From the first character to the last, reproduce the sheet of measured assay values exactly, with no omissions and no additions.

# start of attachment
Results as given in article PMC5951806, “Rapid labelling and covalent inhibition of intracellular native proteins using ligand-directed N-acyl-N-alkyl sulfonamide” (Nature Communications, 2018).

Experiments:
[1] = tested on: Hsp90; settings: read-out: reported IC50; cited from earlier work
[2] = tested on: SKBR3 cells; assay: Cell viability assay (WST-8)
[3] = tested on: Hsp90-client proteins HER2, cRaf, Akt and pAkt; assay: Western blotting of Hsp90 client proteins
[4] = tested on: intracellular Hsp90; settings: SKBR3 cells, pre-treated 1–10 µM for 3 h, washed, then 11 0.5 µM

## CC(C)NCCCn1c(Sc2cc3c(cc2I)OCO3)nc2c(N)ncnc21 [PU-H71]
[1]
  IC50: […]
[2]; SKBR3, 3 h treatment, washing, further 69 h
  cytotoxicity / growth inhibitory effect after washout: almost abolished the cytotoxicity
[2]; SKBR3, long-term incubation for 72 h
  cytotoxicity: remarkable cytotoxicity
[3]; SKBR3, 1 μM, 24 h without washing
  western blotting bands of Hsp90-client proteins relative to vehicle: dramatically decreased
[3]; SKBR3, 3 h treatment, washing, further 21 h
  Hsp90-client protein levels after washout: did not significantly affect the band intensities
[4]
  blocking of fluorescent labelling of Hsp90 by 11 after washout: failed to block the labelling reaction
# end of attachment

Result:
Results as given in article PMC5951806, “Rapid labelling and covalent inhibition of intracellular native proteins using ligand-directed N-acyl-N-alkyl sulfonamide” (Nature Communications, 2018).

Experiments:
[1] = tested on: Hsp90; settings: read-out: reported IC50; cited from earlier work
[2] = tested on: SKBR3 cells; assay: Cell viability assay (WST-8)
[3] = tested on: Hsp90-client proteins HER2, cRaf, Akt and pAkt; assay: Western blotting of Hsp90 client proteins
[4] = tested on: intracellular Hsp90; settings: SKBR3 cells, pre-treated 1–10 µM for 3 h, washed, then 11 0.5 µM

## CC(C)NCCCn1c(Sc2cc3c(cc2I)OCO3)nc2c(N)ncnc21 [PU-H71]
[1]
  IC50: […]
[2]; SKBR3, 3 h treatment, washing, further 69 h
  cytotoxicity / growth inhibitory effect after washout: almost abolished the cytotoxicity
[2]; SKBR3, long-term incubation for 72 h
  cytotoxicity: remarkable cytotoxicity
[3]; SKBR3, 1 μM, 24 h without washing
  western blotting bands of Hsp90-client proteins relative to vehicle: dramatically decreased
[3]; SKBR3, 3 h treatment, washing, further 21 h
  Hsp90-client protein levels after washout: did not significantly affect the band intensities
[4]
  blocking of fluorescent labelling of Hsp90 by 11 after washout: failed to block the labelling reaction